Use this URL to cite or link to this record in EThOS:
Title: The application of spatial data in forest ecology and management : windthrow, carbon sequestration and climate change
Author: Al-Amin, Mohammed
ISNI:       0000 0001 1892 7144
Awarding Body: University of Wales, Bangor
Current Institution: Bangor University
Date of Award: 2002
Availability of Full Text:
Access from EThOS:
Access from Institution:
The overall aim of this study was to analyse the contribution of spatial data and GIS in strategic forest management at a regional planning level considering topical issues: windthrow, carbon sequestration and climate change. It also recommends how the methodologies might be transferred to other countries such as Bangladesh. A macro-based geographical information system (GIS) is proposed as a suitable tool for modelling the interaction between wind and forest areas. Using the forest area of the Snowdonia National Park in North Wales, UK (affected by endemic windthrow) as the study area, land use, soil and windiness (Detailed Aspect Method of Scoring of the Forestry Commission of Great Britain) data were incorporated within a GIS. Shapes of forest patches were estimated through FRAGSTATS statistical software and placed in a GIS to combine the patch shape contributions with windiness. Four scenarios were generated from four combinations of patch shape, soil class and leaf presence in winter with the DAMS score to analyse the performance of the GIS in the integration of spatial data and techniques. A geographical information system is used to combine and analyse spatial data. Forest site factors: soil, elevation and exposure to wind were considered with yield class prescribed by Pyatt (1977) and local expert advice (Stevens, 2001) with respect to soil classes. Adjusted yield classes (A YC) for the conifer plantations of the study area (Snowdonia National Park) were selected and validated to estimate the organic carbon in the organic carbon model. A GIS-Spreadsheet organic carbon model, to estimate the organic carbon stock of the woodland, was presented considering tree, litter and soil to a depth of one metre. The Willis-Price tree carbon model (Price, 2001) was used to estimate the carbon stock of the woodland. Published data were used to estimate the litter organic carbon and local expert advice and published data for the soil organic carbon to a depth of one metre. Sites which would fix an organic carbon stock as great as the conifer (Picea sitchensis) if the sites were replaced by the broadleaf species oak (Quercus spp.) were selected. The results of the study revealed that yield class 02, 04 and 06 of oak enabled the fixing of as much organic carbon than conifers of A YC up to 06 (scenario 1 ), I 2 (scenario 2: AYC 08 tol2), 16 (scenario 3: A YC 14 to 16) respectively. The total organic carbon stock (tree, litter and soil) of the conifer plantations was estimated and the consequences of the landuse changes (three scenarios to replace the selected part of the conifer plantation) in accordance to the organic carbon model were also estimated. A macro-language-based GIS model is proposed as an effective tool to show how climate change scenarios of UKCIP 1998 will be adopted as a decisive factor in forest management, such as replacing exotic conifers with native broadleaved woodland. Suitable sites for potential native broadleaved woodland (PNBW) for the future (2080) considering climate change scenarios were sketched and located by overlaying Mulligan's (1999) maps with the sites of the scenarios presented in the organic carbon model. Total organic carbon stocks which would be sequestered with these sites were also estimated. The themes of the study, i.e. using GIS in week-by-week activities of forest management regional planning, may be transferable with the generic version of the models, particularly with macro language. A hypothetical study was presented to show the possible applications of these stated models in Bangladesh All the models were generated with the macro language of the IDRISI GIS which can cope with any change by updating the spatial datasets and running the model within GIS for the week-by-week scenarios. This accommodative ability of models enables the manager to have an easy understanding and shows the scenario to the policy maker within short notice. In conclusion, it was suggested that spatial data sets and GIS might contribute significantly in forest management, furthermore accommodating week-by-week activities into the database to derive regional forest ecosystem management decisions.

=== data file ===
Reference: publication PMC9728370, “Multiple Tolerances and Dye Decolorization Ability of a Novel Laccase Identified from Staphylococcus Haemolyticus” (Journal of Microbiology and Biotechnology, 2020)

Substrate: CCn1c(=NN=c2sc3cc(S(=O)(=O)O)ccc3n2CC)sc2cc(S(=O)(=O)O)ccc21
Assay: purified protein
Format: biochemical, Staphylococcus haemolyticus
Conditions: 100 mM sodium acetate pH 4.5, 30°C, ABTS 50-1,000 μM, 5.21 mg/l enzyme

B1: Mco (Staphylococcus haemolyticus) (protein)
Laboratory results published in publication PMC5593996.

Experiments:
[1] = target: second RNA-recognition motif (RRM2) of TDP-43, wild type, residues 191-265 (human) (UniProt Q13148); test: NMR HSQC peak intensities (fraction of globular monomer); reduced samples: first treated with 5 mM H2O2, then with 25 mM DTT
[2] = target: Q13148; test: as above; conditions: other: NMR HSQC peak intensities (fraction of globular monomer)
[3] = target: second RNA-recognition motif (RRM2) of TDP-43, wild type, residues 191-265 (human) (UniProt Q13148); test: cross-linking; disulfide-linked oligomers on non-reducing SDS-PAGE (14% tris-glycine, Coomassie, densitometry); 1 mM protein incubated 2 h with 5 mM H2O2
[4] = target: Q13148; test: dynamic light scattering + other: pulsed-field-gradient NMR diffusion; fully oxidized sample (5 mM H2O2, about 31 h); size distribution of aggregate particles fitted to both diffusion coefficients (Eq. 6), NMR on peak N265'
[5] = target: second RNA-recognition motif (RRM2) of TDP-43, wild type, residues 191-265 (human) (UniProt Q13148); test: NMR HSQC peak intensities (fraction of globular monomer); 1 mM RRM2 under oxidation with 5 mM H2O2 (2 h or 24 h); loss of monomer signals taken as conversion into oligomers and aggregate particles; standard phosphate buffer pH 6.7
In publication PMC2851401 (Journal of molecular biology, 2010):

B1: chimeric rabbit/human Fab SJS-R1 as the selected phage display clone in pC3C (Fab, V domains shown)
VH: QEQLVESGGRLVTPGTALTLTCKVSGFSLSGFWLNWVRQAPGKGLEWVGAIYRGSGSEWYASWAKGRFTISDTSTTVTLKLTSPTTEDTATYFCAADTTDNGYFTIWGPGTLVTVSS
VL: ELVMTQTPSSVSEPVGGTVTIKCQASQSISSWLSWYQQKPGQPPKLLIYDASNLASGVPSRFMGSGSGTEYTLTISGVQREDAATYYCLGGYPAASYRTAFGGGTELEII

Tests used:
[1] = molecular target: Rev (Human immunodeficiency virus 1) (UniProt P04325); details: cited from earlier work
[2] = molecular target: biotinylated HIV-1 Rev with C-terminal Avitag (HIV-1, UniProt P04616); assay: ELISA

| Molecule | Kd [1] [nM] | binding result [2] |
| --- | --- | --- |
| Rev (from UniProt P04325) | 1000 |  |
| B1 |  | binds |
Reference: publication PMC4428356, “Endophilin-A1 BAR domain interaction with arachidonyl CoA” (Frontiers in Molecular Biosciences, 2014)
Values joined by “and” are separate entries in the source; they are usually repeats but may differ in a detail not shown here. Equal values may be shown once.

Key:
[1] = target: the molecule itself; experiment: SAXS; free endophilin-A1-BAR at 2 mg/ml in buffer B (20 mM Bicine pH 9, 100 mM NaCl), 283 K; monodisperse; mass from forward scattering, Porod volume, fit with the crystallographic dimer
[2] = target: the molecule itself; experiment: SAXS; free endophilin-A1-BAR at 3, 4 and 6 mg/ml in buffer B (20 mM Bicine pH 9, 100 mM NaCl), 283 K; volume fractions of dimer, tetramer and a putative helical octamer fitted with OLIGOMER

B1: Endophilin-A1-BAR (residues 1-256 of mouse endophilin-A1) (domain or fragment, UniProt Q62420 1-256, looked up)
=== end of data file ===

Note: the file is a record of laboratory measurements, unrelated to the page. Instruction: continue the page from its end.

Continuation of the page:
Supervisor: Not available Sponsor: Not available
Qualification Name: Thesis (Ph.D.) Qualification Level: Doctoral
EThOS ID:  DOI: Not available